“I think ultimately that’s where Marlion separates himself from maybe Jack Ross or Kamdyn McIntosh if you’re just discussing those three,” Richmond assistant and VFL coach Craig McRae told SEN on Friday when asked if flexibility helped Pickett’s cause.
“He can play half-back, he did that in the VFL and did that when he was over in Perth, and he can also play forward and wing and mid, whereas the other guys are a little bit more restricted to just one or two positions.”
Ross and McIntosh were both pulled from Richmond’s VFL grand final on Sunday due to the six-day break and also the fact that uncertainty surrounded Nathan Broad’s availability due to a concussion.
But in a cruel twist of fate for those two, with Broad being cleared to play, they ended up being penalised for their absence in that game as Pickett starred to win the Norm Goss Medal for best afield in the thrilling three-point win over Williamstown at Princes Park.
McRae agreed that the Tigers match committee probably wouldn’t have debuted a player in a similar situation if he was much younger.
“We knew that when we got him over he’s 27, he’s not a developing player, he’s developing in his knowledge of being a Richmond man and game plan, which he continues to improve every week,” McRae said of father-of-four Pickett who spent some time in jail in his teenage years.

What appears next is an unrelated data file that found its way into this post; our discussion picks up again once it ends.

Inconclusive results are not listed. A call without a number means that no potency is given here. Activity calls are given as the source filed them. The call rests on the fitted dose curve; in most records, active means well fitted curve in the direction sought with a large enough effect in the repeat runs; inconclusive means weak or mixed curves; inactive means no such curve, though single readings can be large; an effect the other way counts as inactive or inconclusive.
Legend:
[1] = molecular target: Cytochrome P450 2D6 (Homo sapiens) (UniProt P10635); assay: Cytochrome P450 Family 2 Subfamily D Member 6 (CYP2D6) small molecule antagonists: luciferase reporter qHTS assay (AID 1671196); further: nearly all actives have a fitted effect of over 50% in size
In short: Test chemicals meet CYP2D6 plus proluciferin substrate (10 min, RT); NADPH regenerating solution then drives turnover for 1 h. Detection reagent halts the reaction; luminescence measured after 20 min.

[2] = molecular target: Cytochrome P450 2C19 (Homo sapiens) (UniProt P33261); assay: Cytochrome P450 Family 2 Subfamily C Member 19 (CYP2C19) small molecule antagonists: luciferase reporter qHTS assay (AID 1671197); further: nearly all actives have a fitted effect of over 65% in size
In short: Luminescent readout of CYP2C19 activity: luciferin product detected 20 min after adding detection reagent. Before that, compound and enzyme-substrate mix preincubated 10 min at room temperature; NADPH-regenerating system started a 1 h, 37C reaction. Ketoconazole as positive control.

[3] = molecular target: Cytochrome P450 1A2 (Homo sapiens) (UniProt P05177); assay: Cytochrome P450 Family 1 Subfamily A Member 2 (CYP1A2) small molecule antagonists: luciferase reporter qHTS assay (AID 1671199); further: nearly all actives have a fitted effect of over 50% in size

“But he’s 27, he’s got a lot of life experience, he’s got a huge amount of resilience as a guy and he’s an elite runner so all that came into it, I think. We don’t see him as a first-year player, if you like, he’s got a lot of experience in big games as well.
“Coaching him for the last five weeks, he’s just getting better and better within our Richmond system. The big thing that stood out for me, and my two bobs’ worth in match committee, was that any time there was a big moment needed in the last three games in the finals, he has been the one that started it.
“If you recall [him] going back with the flight against Essendon in the qualifying final, just big moments, and he kicks the goal. So that’s been a constant with Marlion in his time at Richmond.”
As for McIntosh and Ross, who were not only denied a shot at an AFL premiership but also had their VFL grand final dreams crushed, McRae said coach Damien Hardwick’s chat with the pair was one of the most difficult things he had to do.
“One – the excitement of telling someone they’re playing their first game, but then you have to tell the other guys they’re not playing. That’s really heartbreaking for a coach so we’ll rally behind those two guys and do the best we can to support them,” McRae said.
Ronny Lerner is a Sports reporter for The Age.